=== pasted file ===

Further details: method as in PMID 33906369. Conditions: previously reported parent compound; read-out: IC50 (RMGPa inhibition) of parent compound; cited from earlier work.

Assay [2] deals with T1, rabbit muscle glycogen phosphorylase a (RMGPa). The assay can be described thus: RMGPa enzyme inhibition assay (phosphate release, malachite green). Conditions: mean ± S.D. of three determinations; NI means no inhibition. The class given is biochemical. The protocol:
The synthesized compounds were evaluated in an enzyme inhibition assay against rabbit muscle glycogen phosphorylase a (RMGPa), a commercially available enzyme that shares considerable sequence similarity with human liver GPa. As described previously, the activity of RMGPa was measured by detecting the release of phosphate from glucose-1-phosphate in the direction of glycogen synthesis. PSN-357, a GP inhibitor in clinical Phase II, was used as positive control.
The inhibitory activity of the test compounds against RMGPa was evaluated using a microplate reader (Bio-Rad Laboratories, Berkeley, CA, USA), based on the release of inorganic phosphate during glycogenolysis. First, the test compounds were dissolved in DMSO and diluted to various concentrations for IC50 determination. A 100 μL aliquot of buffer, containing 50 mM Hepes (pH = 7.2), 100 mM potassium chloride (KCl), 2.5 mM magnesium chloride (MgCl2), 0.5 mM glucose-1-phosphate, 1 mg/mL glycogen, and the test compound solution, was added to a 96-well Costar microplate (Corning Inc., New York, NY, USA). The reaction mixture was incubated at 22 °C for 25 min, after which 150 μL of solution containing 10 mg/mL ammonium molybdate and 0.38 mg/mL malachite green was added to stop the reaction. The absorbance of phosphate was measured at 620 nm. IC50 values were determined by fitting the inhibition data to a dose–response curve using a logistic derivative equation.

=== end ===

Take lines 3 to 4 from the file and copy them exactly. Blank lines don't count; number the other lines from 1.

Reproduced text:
The synthesized compounds were evaluated in an enzyme inhibition assay against rabbit muscle glycogen phosphorylase a (RMGPa), a commercially available enzyme that shares considerable sequence similarity with human liver GPa. As described previously, the activity of RMGPa was measured by detecting the release of phosphate from glucose-1-phosphate in the direction of glycogen synthesis. PSN-357, a GP inhibitor in clinical Phase II, was used as positive control.
The inhibitory activity of the test compounds against RMGPa was evaluated using a microplate reader (Bio-Rad Laboratories, Berkeley, CA, USA), based on the release of inorganic phosphate during glycogenolysis. First, the test compounds were dissolved in DMSO and diluted to various concentrations for IC50 determination. A 100 μL aliquot of buffer, containing 50 mM Hepes (pH = 7.2), 100 mM potassium chloride (KCl), 2.5 mM magnesium chloride (MgCl2), 0.5 mM glucose-1-phosphate, 1 mg/mL glycogen, and the test compound solution, was added to a 96-well Costar microplate (Corning Inc., New York, NY, USA). The reaction mixture was incubated at 22 °C for 25 min, after which 150 μL of solution containing 10 mg/mL ammonium molybdate and 0.38 mg/mL malachite green was added to stop the reaction. The absorbance of phosphate was measured at 620 nm. IC50 values were determined by fitting the inhibition data to a dose–response curve using a logistic derivative equation.